Start with Why: How Great Leaders Inspire Everyone to Take Action

DIAMOND
RATING
Senteo Rating 5
04/27/23
views 33281
comments0
Author:Simon Sinek
04/27/23
views 33282
comments0
Author:Simon Sinek
DIAMOND
RATING
Senteo Rating 5

Start with Why: How Great Leaders Inspire Everyone to Take Action
Simon Sinek, Portfolio Trade, 2011
Senteo’s Review information

We all brand ourselves by our actions. An accountant keeps track of financial books; the marketing director promotes the company; the website designer creates a visually appealing webpage. The question is, why do they do it? That question evokes the true personality surrounding the individual, highlighting qualities that may suit them for the position they hold. Simon Sinek applies this same principle to companies, creating the framework for “the golden circle.” The golden circle is his creation, representing the three stages of inspirational leadership, all beginning with the foundation forming “why.” Rather than working from the outside in, Sinek pushes for an inside-out approach, attempting to ask why a company is in business before progressing to how they do business and what they offer. This concept helps to embolden brands by rooting them in the core reason for their being in business, and alludes to how individuals are more motivated when they have a full emotional understanding of why a company is around.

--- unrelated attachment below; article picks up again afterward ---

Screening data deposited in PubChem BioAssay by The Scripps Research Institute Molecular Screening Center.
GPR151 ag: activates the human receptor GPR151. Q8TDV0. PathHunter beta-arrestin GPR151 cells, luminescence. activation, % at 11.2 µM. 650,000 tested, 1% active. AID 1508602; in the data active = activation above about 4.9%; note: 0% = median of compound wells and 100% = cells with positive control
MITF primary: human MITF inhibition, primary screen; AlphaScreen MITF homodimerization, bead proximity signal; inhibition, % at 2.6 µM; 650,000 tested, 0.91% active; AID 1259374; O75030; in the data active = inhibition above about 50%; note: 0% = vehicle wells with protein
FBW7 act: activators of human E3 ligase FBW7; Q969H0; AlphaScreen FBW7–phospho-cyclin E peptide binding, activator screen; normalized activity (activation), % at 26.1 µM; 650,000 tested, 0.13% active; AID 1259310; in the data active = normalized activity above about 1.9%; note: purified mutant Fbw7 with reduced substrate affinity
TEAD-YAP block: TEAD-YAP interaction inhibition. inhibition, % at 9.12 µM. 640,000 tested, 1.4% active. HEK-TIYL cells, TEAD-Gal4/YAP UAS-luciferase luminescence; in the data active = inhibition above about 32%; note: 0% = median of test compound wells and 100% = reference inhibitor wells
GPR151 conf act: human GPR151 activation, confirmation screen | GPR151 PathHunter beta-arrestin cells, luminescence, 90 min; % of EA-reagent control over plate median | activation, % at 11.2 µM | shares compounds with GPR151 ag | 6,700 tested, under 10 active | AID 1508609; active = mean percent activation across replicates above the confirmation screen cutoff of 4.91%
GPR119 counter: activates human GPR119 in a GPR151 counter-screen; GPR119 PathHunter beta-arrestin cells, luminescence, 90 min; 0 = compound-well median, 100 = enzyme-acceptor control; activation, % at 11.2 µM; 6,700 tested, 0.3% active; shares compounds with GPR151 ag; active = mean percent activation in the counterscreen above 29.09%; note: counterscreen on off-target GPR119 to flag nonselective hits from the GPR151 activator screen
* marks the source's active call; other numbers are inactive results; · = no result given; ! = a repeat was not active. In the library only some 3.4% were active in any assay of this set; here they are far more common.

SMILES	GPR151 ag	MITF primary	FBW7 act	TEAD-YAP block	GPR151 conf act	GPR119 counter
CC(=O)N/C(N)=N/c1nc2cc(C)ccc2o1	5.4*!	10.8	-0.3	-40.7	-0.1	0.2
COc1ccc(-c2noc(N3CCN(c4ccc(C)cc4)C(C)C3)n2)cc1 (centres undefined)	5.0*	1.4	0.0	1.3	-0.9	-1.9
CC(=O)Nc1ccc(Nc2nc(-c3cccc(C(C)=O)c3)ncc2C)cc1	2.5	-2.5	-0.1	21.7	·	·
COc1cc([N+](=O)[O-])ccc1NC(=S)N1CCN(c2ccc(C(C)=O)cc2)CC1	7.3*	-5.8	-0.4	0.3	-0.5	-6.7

We simply cannot stress how strongly we feel about this concept of starting with why. The idea is simple and easy to visualize, yet makes a significant difference in how the company brands and positions itself. It is important to note that this concept does not directly translate into increased performance or sales, but it does have the potential to reinvigorate the company and inspire new action from within. This sense of change cannot be measured directly; however, it can improve the quality of the brand and clarity in terms of company beliefs and values. The reason why we like this concept so much is because it provides an emotional anchor for customers to latch upon. Companies, by identifying the “why” in their business, provide a history, a foundation for which the company exists, and this reasoning represents how customers can identify with the company. The emotional connection that stems from this understanding forms a stronger bond than that of a sale item or a promotion. Instead, it has longevity in becoming the primary thought that emerges when people think of the company. In this sense, companies are able in inspire action in those who can remember that company’s purpose, whether that is an employee or a customer. That is the end goal of this concept, and that is what will translate into sales.